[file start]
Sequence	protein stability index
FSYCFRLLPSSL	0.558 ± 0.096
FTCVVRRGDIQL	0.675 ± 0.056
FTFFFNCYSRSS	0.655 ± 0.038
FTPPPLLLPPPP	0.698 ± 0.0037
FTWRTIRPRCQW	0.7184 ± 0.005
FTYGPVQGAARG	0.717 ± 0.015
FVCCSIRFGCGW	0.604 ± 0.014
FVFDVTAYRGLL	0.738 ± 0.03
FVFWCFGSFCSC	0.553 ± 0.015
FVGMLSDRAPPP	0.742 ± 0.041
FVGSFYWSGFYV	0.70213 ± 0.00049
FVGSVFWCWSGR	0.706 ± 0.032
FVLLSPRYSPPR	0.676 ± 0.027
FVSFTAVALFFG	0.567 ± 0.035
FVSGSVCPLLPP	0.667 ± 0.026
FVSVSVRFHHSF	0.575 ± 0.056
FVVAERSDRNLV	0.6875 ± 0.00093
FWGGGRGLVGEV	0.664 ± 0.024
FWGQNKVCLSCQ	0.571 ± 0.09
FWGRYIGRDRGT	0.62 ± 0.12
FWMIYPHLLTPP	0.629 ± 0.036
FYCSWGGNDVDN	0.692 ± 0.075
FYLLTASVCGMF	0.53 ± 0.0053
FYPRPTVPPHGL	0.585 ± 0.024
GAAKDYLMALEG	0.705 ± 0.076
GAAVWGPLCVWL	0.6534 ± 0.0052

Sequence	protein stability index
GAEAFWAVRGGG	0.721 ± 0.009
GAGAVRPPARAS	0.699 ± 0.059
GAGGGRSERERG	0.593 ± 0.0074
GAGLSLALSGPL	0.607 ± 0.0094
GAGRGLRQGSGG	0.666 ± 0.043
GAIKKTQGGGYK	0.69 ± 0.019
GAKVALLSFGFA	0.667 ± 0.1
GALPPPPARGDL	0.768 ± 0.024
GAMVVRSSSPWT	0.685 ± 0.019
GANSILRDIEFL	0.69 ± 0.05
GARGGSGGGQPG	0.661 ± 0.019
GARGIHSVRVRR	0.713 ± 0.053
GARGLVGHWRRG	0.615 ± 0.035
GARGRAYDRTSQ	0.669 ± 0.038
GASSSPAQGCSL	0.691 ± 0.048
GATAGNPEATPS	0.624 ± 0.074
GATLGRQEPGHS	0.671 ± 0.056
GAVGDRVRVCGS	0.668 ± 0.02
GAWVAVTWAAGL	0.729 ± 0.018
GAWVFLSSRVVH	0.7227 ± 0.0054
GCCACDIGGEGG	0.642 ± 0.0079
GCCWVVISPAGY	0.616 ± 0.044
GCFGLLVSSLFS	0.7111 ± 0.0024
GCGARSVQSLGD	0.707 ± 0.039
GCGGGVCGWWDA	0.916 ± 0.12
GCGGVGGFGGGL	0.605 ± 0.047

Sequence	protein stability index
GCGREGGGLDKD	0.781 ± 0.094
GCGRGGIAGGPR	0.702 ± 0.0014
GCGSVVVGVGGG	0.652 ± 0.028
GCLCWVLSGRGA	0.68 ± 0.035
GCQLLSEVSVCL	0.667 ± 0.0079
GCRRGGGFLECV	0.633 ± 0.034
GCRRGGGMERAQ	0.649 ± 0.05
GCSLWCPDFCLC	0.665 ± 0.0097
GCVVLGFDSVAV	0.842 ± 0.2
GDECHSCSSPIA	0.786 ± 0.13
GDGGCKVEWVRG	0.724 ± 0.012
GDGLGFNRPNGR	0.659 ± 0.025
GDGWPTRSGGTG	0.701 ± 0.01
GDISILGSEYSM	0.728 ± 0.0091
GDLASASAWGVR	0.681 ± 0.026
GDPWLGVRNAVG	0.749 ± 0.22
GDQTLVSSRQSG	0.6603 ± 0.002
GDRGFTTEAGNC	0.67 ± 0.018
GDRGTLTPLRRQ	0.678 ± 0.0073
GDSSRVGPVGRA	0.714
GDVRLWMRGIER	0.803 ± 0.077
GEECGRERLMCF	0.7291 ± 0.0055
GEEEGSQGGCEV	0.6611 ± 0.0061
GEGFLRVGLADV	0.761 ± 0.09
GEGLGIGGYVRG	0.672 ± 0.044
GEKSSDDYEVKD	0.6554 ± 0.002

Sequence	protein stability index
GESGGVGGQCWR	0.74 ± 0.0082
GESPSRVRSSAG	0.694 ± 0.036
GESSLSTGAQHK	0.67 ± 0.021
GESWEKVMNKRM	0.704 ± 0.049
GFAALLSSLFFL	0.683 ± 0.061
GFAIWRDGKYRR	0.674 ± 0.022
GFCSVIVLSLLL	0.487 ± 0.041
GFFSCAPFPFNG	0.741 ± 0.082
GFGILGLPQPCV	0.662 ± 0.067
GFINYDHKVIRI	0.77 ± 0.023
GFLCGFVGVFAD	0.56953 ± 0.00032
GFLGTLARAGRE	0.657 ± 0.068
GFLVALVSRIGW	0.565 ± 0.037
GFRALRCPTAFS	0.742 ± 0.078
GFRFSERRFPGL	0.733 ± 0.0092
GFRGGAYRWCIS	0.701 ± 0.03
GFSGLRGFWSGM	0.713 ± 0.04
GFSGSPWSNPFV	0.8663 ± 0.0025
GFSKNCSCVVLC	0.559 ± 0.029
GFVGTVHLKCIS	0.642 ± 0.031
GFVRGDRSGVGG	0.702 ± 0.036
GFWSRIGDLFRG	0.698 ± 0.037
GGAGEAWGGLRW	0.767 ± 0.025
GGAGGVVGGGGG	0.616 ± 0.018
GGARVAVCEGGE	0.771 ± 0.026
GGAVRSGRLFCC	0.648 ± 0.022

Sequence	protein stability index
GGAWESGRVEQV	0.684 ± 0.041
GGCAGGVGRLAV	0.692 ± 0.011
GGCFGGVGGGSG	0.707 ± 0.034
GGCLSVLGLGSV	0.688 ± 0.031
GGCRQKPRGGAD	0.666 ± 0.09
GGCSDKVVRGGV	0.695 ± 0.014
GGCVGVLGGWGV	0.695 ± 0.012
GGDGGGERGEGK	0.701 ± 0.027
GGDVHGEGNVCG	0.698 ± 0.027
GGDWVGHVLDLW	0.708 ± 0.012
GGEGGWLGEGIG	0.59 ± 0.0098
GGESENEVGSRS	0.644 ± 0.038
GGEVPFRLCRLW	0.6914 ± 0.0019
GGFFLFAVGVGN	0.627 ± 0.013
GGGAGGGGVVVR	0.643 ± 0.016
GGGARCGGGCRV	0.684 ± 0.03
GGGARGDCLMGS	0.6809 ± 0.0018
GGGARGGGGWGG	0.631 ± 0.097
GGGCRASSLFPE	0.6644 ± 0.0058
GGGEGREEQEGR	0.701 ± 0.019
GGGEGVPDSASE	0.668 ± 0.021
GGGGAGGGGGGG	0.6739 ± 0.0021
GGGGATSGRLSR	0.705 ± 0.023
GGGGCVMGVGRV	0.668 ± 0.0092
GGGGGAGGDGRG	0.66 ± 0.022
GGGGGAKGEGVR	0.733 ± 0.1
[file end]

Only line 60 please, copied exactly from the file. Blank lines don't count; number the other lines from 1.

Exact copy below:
GCQLLSEVSVCL	0.667 ± 0.0079